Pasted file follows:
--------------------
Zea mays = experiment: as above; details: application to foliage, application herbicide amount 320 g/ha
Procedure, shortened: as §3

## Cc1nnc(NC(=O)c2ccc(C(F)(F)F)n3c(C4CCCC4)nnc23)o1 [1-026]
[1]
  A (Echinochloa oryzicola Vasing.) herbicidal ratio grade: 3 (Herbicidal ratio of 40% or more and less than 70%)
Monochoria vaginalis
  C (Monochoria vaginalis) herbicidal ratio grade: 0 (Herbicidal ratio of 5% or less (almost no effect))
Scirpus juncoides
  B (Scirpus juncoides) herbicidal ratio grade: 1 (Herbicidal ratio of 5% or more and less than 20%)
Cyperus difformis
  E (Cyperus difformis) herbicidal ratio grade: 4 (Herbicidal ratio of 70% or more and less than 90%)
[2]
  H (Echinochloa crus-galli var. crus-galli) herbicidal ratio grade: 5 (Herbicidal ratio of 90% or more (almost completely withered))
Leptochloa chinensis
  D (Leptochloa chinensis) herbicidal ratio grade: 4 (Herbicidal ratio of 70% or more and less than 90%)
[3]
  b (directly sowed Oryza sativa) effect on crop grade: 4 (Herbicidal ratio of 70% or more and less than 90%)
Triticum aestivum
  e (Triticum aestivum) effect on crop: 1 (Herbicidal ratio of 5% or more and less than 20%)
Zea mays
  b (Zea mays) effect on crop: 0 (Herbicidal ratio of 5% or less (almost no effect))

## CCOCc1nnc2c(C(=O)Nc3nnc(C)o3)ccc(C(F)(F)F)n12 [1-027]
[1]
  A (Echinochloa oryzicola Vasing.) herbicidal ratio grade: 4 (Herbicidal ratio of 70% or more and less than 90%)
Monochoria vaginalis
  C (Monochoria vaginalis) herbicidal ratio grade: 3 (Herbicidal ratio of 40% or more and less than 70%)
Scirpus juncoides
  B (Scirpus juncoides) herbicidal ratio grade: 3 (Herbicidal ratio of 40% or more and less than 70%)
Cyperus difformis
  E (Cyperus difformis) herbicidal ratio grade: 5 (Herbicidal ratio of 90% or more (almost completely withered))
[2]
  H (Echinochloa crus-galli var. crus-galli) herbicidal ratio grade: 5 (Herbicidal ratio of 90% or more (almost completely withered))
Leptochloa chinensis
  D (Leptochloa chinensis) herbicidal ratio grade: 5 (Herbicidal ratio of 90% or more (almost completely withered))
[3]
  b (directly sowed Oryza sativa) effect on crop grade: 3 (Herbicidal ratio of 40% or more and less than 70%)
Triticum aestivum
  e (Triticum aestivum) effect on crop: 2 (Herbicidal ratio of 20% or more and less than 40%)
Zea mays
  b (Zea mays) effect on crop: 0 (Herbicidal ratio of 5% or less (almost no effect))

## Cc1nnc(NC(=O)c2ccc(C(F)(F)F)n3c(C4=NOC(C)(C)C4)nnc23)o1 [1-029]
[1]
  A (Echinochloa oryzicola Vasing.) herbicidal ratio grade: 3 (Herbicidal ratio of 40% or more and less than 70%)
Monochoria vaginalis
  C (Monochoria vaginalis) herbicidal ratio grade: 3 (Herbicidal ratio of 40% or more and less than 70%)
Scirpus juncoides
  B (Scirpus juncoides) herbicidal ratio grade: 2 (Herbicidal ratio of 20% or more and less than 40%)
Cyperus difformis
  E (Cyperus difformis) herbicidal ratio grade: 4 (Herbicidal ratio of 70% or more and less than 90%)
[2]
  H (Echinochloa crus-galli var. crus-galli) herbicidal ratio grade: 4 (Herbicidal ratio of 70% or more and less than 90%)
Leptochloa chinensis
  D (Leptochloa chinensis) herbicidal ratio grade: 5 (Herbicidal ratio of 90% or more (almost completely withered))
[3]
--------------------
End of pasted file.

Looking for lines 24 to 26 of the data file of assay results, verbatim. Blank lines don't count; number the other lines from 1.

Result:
  A (Echinochloa oryzicola Vasing.) herbicidal ratio grade: 4 (Herbicidal ratio of 70% or more and less than 90%)
Monochoria vaginalis
  C (Monochoria vaginalis) herbicidal ratio grade: 3 (Herbicidal ratio of 40% or more and less than 70%)